The last approximation is valid when is large enough that has decayed.
V V. Measuring the diffusion coefficients
To measure diffusion coefficients, we must first parameterize each of the one-dimensional transition paths between rigid clusters. A cluster can be written as a vector listing the centers of each sphere in two dimensions. We find a path depending on parameter , such that
is perpendicular to infinitesimal rotations, infinitesimal translations, and motions that change the bond lengths
The first is possible because the space of rotations, translations, and bond lengths is ()-dimensional since there is exactly one bond “missing,” so at each point along the path there is a one-dimensional tangent space spanned by unit vector . The second is possible because the space we are parameterizing is one-dimensional, so we can always find an arc-length parameterization.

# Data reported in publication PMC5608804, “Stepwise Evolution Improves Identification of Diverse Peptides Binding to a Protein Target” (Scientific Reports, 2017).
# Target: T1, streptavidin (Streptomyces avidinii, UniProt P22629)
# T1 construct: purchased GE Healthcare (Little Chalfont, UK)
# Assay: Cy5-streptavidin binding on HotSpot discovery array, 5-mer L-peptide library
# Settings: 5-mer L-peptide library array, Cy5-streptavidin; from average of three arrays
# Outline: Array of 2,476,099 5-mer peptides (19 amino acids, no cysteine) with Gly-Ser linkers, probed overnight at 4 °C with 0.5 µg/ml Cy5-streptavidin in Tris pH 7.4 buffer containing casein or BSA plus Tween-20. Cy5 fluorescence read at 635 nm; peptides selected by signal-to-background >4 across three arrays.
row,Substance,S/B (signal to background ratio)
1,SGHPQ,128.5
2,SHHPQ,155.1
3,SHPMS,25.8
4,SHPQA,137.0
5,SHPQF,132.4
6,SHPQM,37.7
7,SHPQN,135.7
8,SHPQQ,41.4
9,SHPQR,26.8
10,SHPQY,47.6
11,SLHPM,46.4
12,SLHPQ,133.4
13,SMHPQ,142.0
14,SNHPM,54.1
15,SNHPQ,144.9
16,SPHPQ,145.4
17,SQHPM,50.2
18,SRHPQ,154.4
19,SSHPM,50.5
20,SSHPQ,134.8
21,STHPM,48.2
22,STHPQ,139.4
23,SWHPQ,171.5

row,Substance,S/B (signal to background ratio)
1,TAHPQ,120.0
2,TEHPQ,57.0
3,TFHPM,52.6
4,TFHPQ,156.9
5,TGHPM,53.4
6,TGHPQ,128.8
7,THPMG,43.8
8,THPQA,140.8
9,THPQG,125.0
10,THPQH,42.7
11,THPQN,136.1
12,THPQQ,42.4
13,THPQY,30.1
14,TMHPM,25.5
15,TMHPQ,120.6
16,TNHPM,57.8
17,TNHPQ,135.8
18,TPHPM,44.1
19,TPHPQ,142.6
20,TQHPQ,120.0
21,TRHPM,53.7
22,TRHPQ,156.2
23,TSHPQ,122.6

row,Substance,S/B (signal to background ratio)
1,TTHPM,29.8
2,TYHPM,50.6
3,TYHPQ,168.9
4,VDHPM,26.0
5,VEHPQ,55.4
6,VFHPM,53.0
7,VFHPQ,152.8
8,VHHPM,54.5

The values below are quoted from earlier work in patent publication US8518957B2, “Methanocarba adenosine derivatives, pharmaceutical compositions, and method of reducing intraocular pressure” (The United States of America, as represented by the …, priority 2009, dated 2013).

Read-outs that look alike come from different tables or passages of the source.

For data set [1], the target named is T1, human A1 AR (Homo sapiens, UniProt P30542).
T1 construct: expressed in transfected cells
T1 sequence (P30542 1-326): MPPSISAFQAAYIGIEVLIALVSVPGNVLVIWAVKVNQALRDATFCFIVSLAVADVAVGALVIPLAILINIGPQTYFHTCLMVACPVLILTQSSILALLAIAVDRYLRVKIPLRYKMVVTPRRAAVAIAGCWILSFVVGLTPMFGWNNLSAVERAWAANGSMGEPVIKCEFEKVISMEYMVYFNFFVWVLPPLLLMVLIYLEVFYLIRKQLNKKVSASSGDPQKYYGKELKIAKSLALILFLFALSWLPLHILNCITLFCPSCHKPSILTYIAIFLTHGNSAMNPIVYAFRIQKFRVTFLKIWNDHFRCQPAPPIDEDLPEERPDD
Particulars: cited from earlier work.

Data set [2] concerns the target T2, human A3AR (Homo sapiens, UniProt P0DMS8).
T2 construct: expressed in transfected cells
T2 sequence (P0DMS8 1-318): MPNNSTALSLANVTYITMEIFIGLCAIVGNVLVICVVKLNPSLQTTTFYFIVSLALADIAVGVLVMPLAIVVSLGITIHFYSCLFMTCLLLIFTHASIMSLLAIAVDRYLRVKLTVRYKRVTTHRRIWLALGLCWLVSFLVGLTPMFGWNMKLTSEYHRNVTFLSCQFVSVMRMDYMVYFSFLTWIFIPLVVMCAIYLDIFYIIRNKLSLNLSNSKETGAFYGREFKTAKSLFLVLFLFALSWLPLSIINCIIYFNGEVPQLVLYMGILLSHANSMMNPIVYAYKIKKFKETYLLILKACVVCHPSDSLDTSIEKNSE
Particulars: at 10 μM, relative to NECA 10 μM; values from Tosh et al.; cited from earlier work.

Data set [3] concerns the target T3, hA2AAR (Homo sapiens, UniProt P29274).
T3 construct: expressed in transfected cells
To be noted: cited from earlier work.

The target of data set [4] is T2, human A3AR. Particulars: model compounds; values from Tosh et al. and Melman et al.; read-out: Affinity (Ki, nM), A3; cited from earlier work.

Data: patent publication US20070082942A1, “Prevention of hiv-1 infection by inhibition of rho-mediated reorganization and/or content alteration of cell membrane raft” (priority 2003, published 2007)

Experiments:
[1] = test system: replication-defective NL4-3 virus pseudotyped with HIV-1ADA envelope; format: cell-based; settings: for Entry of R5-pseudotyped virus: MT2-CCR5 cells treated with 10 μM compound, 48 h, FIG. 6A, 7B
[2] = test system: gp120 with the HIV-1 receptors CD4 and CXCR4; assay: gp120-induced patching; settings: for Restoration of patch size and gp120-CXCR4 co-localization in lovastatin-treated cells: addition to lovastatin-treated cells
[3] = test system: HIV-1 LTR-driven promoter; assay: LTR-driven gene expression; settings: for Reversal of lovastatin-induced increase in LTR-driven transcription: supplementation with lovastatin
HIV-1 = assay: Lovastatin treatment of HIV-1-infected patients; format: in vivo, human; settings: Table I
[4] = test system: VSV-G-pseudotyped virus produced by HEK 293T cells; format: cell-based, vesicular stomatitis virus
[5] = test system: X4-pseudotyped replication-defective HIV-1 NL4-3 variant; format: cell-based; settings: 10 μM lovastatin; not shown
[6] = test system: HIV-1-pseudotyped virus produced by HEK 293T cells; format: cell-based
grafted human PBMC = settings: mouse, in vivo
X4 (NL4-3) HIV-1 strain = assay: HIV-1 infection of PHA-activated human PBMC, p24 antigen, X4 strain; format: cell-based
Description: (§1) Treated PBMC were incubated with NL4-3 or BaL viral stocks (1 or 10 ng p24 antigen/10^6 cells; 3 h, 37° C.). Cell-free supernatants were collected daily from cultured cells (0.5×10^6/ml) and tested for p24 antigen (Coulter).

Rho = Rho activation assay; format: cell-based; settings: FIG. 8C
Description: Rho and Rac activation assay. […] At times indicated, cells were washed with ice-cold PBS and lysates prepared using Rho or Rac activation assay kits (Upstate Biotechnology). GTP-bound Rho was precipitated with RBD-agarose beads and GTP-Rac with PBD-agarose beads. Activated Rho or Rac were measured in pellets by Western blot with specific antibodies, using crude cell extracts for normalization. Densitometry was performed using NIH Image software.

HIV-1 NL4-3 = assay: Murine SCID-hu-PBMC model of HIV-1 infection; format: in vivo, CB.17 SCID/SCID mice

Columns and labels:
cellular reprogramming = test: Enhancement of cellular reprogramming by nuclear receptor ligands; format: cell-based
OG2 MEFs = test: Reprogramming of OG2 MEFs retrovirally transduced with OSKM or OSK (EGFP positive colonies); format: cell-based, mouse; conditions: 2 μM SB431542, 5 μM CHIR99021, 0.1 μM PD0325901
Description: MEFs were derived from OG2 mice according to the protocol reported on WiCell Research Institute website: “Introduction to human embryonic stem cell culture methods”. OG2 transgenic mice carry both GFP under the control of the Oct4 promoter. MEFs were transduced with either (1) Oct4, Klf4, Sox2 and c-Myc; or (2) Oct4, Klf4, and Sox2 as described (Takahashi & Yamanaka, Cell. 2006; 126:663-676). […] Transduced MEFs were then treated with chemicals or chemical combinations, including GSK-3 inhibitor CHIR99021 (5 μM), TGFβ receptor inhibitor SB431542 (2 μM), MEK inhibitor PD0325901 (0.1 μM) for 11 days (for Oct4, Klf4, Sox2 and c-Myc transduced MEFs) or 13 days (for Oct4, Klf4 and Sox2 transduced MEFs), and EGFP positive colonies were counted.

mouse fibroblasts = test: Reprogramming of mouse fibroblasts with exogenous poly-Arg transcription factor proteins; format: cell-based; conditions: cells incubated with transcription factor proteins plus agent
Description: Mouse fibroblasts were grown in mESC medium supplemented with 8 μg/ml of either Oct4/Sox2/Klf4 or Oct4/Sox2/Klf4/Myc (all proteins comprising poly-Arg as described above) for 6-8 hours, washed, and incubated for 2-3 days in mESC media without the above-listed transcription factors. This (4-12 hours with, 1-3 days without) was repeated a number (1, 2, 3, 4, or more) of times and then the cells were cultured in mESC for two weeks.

We store the path as a discrete set of clusters , where for fixed step size . Each is found from by taking a step of size in the direction of the unit tangent , and then orthogonally projecting back to the manifold of constraints: , where is an orthogonal projection operator. The details of are provided in reference holmes13.
We next analyze our data to obtain a time series of -values along each transition path. For each data point with 8 bonds, we find its corresponding -value by first performing an orthogonal projection onto the transition path to remove the vibrational degrees of freedom. This projection step was crucial to obtaining good statistics. Then, we identify the closest cluster in the list , using a Euclidean metric on the space of sorted bond distances. Finally, for each pair of consecutive points that lie on the same transition path with -values , we compute the change in -values .